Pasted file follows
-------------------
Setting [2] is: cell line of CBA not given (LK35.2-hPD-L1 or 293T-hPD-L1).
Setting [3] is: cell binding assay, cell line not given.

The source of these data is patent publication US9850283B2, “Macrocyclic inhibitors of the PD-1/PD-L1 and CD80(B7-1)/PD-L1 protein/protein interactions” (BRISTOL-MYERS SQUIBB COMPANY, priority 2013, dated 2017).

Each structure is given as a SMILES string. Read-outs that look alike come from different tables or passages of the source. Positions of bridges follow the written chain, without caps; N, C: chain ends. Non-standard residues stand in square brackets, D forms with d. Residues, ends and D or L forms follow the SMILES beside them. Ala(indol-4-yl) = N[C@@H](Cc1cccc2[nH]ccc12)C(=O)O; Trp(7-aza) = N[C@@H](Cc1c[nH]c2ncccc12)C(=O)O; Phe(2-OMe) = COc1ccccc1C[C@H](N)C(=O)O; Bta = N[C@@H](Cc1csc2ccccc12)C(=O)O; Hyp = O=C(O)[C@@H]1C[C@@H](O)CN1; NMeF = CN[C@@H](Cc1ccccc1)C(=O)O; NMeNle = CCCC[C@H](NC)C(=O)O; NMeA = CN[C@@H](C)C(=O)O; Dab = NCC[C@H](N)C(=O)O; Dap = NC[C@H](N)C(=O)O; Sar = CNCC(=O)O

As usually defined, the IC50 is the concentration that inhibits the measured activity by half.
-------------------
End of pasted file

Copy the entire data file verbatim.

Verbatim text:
Setting [2] is: cell line of CBA not given (LK35.2-hPD-L1 or 293T-hPD-L1).
Setting [3] is: cell binding assay, cell line not given.

The source of these data is patent publication US9850283B2, “Macrocyclic inhibitors of the PD-1/PD-L1 and CD80(B7-1)/PD-L1 protein/protein interactions” (BRISTOL-MYERS SQUIBB COMPANY, priority 2013, dated 2017).

Each structure is given as a SMILES string. Read-outs that look alike come from different tables or passages of the source. Positions of bridges follow the written chain, without caps; N, C: chain ends. Non-standard residues stand in square brackets, D forms with d. Residues, ends and D or L forms follow the SMILES beside them. Ala(indol-4-yl) = N[C@@H](Cc1cccc2[nH]ccc12)C(=O)O; Trp(7-aza) = N[C@@H](Cc1c[nH]c2ncccc12)C(=O)O; Phe(2-OMe) = COc1ccccc1C[C@H](N)C(=O)O; Bta = N[C@@H](Cc1csc2ccccc12)C(=O)O; Hyp = O=C(O)[C@@H]1C[C@@H](O)CN1; NMeF = CN[C@@H](Cc1ccccc1)C(=O)O; NMeNle = CCCC[C@H](NC)C(=O)O; NMeA = CN[C@@H](C)C(=O)O; Dab = NCC[C@H](N)C(=O)O; Dap = NC[C@H](N)C(=O)O; Sar = CNCC(=O)O

As usually defined, the IC50 is the concentration that inhibits the measured activity by half.